By Martin Banks - 19th April 2012
PNR data is crucial in the fight against serious crime and terrorism
Parliament has adopted a controversial agreement that will give the United States access to personal information about airline passengers.
MEPs in Strasbourg agreed on Thursday by 409 votes to 226 to let the US Department of Homeland Security see data on the Passenger Name Record (PNR), under strict controls.
Supporters say this is a key step in the fight against terrorism while others fear information could be used for other unspecified purposes which could affect civil rights.
The information includes names, addresses, credit card and phone numbers, but may also include sensitive data on an individual's ethnic origin, meal choices, health, political views and sex life.
The deal, aimed at protecting passenger safety in a tight framework that safeguards personal data, is the first of three currently in the pipeline - the other two agreements will be with the Australia and Canada.
Reaction was swift, with European Conservatives and Reformists group justice and home affairs spokesman Timothy Kirkhope saying, "PNR data has proven invaluable in the fight against terrorism.
"It has also played a significant role in tackling drug and people trafficking, and in tracking down murderers, gangsters and sex offenders.
"PNR data is crucial in the fight against serious crime and terrorism. This agreement will have a tangible and positive effect that most ordinary travellers will not see but terrorists and criminals should fear," he said.
Another voting in favour of the deal was ALDE member Sarah Ludford who said, "This agreement is not perfect. But it's a great deal better than the existing framework and, crucially, than any of the alternatives.
"There is no chance of the US improving their offer. If MEPs had rejected this deal it creates legal uncertainty, deprives us of any platform on which to build a better agreement, and leaves the field open to weaker bilateral accords which the EU will not be able to control," added the British deputy.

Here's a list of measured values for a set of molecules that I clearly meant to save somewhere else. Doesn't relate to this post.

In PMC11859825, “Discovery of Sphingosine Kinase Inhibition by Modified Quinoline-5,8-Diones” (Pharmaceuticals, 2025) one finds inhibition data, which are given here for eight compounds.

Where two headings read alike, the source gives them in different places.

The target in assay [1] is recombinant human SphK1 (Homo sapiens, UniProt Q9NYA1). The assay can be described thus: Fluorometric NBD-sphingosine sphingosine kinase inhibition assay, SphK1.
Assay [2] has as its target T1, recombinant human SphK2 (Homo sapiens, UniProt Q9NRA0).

Ludford said she believed EU home affairs commissioner Cecilia Malmström had "secured important improvements in data protection guarantees".
She added, "I'm also encouraged by her strong commitment to review and monitor the agreement and if necessary call time on the Americans if they breach the safeguards. I am aware that a significant number of my Liberal group colleagues will join me in supporting a vote in favour."
"The EU must now use the successful adoption of this agreement to build momentum towards adoption of similar accords with the USA and Canada and finally, within the EU itself. An EU-wide agreement that allows PNR data to be transferred within Europe will ensure that there are no places for terrorists or criminals to hide," said Ludford.
The Greens group, in a statement, was less favourable, saying it believed the new agreement "fails to address the fundamental rights concerns raised by parliament and courts in Europe, notably as regards lengthy retention periods for data, as well as the profiling of individuals".
Elsewhere, the US ambassador to the EU, William Kennard "applauded" the outcome of the vote, saying, "Today’s vote reaffirms the shared commitment of the United States and the EU to the security of the travelling public.
"This agreement will also provide legal certainty for airlines and assure travellers that their privacy will be respected.
"PNR data has aided nearly every high profile US terrorist investigation in recent years, including New York City subway bomber Najibullah Zazi, Times Square bomber Faisal Shahzad, and David Headley, who was involved in the 2008 Mumbai terrorist attack and was planning attacks in Europe.
"The agreement will also help to facilitate legitimate trade and support the transatlantic travel and tourism industry, which accounts for €55bn in trade each year," added Kennard.
Further comment came from the Association of European Airlines, which represents the European air industry. Its secretary general Ulrich Schulte-Strathaus said, "Europe's network airlines commend parliament for endorsing this agreement. This new deal gives airlines flying across the Atlantic a clear legal basis for compliance with US data requests."
"Since the 11 September 2001 terrorist attacks, airlines have received a growing number of data requests from governments around the world. The exchange of data between national agencies plays an essential role in the fight against terrorism, however airlines cannot legally provide 'passenger name record' (PNR) information until both sets of regulators have agreed on a clear data protection framework.
"Now the EU-US agreement has been finalised, AEA is urging European regulators to act on approaches from at least 11 countries which are seeking access to European airline data as part of their counter-terrorism strategy."
He went on, "The EU has been sitting on these requests for far too long. With every day that passes, European airlines are coming under growing pressure to provide this data, but they cannot and will not provide this information without the necessary legal framework. The EU must act soon or flights to these countries could be disrupted."